The development team takes measured steps to release only features that respect and support personal privacy and content security. Signal is open-source so anyone can audit the code adding trust in the use of the service.
Keybase’s mission is to make encryption easy and user-friendly. The service offers a suite of productivity tools including social communication which replace Slack and Discord. The Keybase app is available on multiple devices and offers collaborative code storage and file sharing among its many features.
Every function is end-to-end encrypted and Keybase has zero knowledge or access to user content.
Telegram supports user privacy with end-to-end encrypted messages. The academic controversy around the use of a proprietary encryption algorithm reduces its ranking. However, the app is available for download outside the Google and Apple app stores demonstrating Telegram’s standard of openness and focus on the interests of its users.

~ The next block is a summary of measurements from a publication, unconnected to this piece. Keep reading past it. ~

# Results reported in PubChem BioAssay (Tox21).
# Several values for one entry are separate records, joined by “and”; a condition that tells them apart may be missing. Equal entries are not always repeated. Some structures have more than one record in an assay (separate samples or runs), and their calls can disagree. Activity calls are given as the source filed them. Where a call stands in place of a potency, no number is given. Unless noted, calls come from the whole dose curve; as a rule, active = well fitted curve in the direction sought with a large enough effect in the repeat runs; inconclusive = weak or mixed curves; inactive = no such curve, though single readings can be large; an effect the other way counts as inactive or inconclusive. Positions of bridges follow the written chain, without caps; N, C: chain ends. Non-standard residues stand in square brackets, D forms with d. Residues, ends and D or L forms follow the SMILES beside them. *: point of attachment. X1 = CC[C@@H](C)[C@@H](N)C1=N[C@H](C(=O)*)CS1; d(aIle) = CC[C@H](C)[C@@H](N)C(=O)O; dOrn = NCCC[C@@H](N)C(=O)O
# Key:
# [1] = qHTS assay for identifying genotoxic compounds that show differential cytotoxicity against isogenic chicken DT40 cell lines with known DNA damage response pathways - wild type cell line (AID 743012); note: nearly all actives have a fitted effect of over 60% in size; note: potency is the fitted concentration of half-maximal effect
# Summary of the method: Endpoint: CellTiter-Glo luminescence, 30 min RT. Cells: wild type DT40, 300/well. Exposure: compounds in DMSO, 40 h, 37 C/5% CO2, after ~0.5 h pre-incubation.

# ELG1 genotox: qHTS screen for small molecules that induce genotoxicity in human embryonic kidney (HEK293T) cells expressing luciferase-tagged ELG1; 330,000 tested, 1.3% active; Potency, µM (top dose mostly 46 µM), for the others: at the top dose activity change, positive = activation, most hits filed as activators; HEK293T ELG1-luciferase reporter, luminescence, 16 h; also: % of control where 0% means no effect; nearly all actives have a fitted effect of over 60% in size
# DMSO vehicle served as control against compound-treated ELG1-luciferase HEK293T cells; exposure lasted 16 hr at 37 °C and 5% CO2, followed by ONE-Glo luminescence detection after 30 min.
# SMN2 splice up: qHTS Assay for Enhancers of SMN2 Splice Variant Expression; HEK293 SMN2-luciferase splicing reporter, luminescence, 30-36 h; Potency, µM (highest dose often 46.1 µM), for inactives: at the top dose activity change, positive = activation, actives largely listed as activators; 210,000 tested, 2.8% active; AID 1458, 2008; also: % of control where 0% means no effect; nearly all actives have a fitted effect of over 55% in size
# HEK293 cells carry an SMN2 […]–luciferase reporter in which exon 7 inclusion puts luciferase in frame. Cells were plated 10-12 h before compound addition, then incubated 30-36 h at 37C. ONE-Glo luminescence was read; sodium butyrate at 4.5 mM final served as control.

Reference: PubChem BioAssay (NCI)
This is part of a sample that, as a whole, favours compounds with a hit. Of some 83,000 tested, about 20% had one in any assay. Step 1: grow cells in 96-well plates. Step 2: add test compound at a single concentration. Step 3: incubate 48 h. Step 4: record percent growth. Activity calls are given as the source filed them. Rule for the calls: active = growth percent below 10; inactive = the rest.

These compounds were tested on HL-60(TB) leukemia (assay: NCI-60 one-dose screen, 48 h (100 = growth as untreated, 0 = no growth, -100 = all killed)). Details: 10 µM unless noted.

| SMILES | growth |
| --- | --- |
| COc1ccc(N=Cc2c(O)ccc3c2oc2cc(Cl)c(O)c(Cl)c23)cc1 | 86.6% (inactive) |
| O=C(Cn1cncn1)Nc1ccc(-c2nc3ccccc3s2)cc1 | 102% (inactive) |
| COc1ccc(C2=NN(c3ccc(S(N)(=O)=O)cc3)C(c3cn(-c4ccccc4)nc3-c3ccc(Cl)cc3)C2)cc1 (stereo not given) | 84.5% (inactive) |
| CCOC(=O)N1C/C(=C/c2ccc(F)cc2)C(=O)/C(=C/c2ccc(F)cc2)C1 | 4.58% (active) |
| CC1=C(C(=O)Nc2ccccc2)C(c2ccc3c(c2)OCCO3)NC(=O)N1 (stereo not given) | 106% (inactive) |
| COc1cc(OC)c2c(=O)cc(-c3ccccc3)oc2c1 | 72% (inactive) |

The 2019 Hong Kong protestors highly trusted Telegram to coordinate their efforts. The effectiveness of the platform spurred a Chinese cyberattack aimed to disrupt the messaging service to defeat activists.
Consider Telegram as a secure replacement for standard SMS and MMS messaging and a video calling alternative to Facetime or Skype.
The decentralized social network, Mastodon, seeks to support users with Twitter-like functionality.
The open-source software enables any organization to operate a social network. Each Mastodon instance is a self-contained, social media ecosystem with the ability to cross-reference and link to other Mastodon communities. This decentralization gives this network of social networks a guard against censorship.